Suppose you have 5 coins: 1,2,3,4,5 grams. Than you can’t use the weighing 1+2+3=6 from the solution for the six coins. Actually you can’t divide your five coins into two groups: (1,2,3) and (4,5) with one weighing. It is not clear that the sequence is non-decreasing.

]]>An interesting case is when coins’ weights form a geometric progression with the ratio at least 2. In particular, no two groups of coins have equal weights. I just received a proof from Alexey Radul that in this case you need at least n-1 weighings:

Observe that in any weighing with geometric weights, the scales are never equal, and the heaviest coin on the scale determines the result completely. Now suppose there is a sequence of weighings that purports to verify the geometric labels. Consider the coin labeled k (for k > 1). Is there a weighing in which that coin is the highest labeled coin on the scale? If not, I claim the sequence of weighings cannot distinguish between the correct labeling, and the situation where k has been switched with the next smaller coin (say k/2). Why?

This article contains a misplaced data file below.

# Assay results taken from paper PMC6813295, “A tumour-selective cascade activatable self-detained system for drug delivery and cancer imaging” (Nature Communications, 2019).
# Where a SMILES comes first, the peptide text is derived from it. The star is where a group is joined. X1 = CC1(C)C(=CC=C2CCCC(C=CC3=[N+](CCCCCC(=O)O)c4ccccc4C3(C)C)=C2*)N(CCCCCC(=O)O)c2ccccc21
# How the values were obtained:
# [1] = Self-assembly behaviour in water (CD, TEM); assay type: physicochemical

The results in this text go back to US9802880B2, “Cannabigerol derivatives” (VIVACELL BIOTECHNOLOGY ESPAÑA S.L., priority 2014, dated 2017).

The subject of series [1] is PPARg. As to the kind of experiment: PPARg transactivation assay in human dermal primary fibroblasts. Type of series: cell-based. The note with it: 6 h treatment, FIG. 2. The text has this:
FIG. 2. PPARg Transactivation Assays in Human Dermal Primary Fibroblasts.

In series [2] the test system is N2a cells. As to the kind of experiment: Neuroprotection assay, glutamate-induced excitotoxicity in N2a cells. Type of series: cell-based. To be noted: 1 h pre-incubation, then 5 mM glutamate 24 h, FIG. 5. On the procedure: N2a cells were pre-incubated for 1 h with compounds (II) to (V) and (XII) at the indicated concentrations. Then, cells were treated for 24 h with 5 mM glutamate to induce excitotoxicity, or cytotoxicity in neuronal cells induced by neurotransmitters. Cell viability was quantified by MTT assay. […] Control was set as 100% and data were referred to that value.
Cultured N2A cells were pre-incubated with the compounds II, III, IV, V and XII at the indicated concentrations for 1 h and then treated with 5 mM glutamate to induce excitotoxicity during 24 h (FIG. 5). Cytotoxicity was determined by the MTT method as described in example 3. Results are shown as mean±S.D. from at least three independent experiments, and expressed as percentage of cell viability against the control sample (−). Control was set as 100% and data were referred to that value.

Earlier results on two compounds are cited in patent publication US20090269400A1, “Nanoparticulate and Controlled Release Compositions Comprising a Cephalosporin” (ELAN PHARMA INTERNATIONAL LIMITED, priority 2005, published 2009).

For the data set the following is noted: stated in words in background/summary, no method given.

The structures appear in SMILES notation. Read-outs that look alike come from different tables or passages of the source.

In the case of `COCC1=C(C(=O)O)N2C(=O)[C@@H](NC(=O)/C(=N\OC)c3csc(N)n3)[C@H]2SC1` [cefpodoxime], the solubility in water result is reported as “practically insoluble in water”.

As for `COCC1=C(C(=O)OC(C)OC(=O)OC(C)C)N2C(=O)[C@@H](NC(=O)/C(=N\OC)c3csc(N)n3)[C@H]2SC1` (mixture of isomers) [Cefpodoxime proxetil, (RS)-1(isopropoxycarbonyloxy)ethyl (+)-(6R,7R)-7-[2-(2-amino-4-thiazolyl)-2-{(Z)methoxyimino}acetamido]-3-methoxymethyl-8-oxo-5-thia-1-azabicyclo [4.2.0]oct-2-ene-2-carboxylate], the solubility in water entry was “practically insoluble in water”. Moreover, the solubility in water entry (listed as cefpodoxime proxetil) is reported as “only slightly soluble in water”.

Well, every weighing that includes a coin labeled higher than k will come out the same, every weighing that includes neither k nor k/2 will come out the same, and every weighing that includes k/2 but not k will also come out the same, because in those cases k/2 was supposed to dominate, and k can dominate in its stead perfectly well. Therefore, each coin labeled k (k > 1) must appear in a weighing where it is the heaviest coin, and therefore there must be at least n-1 weighings.

Q.E.D.

https://kvant.mirror1.mccme.ru/1991/09/p70.htm ]]>

Baron Munchhausen has 8 coins weighing 1, 2, …, 8 grams that look the same. Baron knows which coin is which and wants to demonstrate to his guests that he is right . He plans to conduct one weighing on the balance scale without using anything else, so that the guests will be convinced about the weight of one of the coins. Can the baron do this?

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